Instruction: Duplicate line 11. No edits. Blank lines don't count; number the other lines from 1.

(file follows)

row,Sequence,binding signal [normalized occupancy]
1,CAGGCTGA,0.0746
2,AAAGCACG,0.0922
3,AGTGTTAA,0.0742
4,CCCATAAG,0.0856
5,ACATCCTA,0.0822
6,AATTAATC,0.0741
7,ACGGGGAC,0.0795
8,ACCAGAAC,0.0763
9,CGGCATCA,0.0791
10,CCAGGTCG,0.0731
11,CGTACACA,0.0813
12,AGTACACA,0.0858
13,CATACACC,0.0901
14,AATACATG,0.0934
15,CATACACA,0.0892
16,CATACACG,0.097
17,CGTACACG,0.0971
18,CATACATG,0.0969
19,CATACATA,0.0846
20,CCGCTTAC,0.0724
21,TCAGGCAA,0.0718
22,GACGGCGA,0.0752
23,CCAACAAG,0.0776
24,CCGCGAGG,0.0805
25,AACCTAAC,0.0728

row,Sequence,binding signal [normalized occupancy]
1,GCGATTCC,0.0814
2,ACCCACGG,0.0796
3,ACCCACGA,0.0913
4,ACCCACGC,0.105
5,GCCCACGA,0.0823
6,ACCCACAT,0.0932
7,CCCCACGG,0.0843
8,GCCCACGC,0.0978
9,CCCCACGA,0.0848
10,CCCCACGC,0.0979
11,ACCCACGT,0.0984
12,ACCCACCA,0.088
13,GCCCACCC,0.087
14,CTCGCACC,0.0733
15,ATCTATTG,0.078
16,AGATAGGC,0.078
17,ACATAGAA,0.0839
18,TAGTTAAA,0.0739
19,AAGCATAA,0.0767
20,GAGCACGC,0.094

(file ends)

10,CCAGGTCG,0.0731